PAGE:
When you force the other person to act, you are the one in control. It is always better to make your opponent come to you, abandoning his own plans in the process. Lure him with fabulous gains—then attack. You hold the cards.
Charles Maurice de Talleyrand, the foreign minister to Napoleon can attest to this caveat. Talleyrand was a mastermind manipulator who was behind the dramatic escape of Napoleon after his exile to the island of Elba. Talleyrand knew that Napoleon’s arrogance was his weakness and he played to that weakness like a strategic poker player. Not showing his true feelings toward the emperor, Talleyrand bided his time, made the right connections, which helped create the most elaborate scheme to dethrone one of the world’s most infamous people, Napolean Bonaparte.
Strategies to Remember
Reacting rather than directing
Keep others reacting to your moves, keep them on the defensive. Play to their ineffectiveness to stay calm.
Aggression versus effective action
Don’t waste a lot of energy trying to make your point, bide your time like Talleyrand. Make the other person come to you, set the bait.
Control the situation
Know your opponents weakness. He who has control has the power.
Master your emotions
Never be influenced through your anger. Aggressive people are never in control.
Case and point: During the Russo-Japanese war of 1904-1905, Japan was able to plant false information that made the Russian fleet go 6000 miles out of the way and forced the Russians into hostile territory. The Russian seamen were weak and exhausted by the journey and although Japan had the weaker naval militia, they planted the bait which gave them the upper-hand on the Russians and needless to say the Japanese crushed the Russians because of their reaction to the rumor.
5 Benefits to making your opponents come to you
1. It is a wise thing to lure your opponent on hostile ground; it is a subtle way to put him on the defensive.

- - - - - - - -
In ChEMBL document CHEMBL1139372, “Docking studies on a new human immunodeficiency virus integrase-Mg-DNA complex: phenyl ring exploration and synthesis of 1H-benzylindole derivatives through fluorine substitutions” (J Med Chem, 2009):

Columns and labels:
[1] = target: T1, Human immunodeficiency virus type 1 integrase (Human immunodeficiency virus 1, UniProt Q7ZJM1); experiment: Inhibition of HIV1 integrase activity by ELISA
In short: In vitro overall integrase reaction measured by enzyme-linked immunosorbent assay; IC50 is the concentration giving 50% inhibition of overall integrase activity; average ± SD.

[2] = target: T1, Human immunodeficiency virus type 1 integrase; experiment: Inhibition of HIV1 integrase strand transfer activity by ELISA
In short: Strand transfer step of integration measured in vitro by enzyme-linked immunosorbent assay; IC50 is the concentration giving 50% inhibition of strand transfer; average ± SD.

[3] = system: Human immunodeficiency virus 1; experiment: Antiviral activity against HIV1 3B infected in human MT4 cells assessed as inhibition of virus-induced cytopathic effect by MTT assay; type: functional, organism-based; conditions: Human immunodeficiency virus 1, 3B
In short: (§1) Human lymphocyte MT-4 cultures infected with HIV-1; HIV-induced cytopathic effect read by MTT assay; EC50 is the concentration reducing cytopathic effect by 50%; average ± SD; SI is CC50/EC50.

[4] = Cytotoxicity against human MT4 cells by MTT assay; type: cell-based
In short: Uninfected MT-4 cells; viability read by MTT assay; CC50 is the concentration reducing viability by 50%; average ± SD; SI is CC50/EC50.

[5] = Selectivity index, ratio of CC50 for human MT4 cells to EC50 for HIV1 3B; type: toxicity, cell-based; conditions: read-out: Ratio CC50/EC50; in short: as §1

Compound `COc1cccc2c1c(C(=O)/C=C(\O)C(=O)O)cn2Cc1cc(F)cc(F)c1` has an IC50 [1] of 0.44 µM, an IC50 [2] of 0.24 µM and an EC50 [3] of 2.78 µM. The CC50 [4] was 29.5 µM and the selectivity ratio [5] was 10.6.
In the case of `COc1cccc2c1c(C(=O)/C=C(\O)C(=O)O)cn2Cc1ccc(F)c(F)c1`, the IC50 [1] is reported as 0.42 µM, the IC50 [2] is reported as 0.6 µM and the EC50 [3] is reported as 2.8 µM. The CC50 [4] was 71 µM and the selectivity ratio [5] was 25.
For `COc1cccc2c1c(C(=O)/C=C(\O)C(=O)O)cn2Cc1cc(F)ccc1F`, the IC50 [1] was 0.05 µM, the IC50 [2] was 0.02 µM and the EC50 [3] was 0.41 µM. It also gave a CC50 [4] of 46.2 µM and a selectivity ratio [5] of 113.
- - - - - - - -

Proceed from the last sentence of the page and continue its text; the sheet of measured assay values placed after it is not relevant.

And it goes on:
2. Your opponent will be nervous which will cause him to rush his actions and make mistakes.
3. You want to create the illusion that your opponent is in control of the situation.
4. Oftentimes, your opponent’s greed, desires and emotions will be their great motivator which means that they can be easily led around and/or defeated.
5. Getting people to dig their own graves forces their hand and makes you appear powerful and demand respect.
Is there ever a good time to go to your opponent, you ask? Yes, of course there is an exception to the rule when you should go to your opponent. Depending on the situation, bait and wait is a wise choice but taking the lead to attack your opponent can be advantageous as well. The element of surprise does not give the opponent time to think of a counter attack. They are left at your mercy and must respond to your terms.
Your biggest issue is to know what tactic to use and the right time to use it. To bait and wait or to strike with force, that is the dilemma. You can be like the bear hunter who lays the honey bait trap. He doesn’t exhaust himself and risk his life to find the bear he lays a trap and waits patiently for the bear to come to him. Or if time is not on your side, strike quickly to intimidate and control. Choose your approach wisely.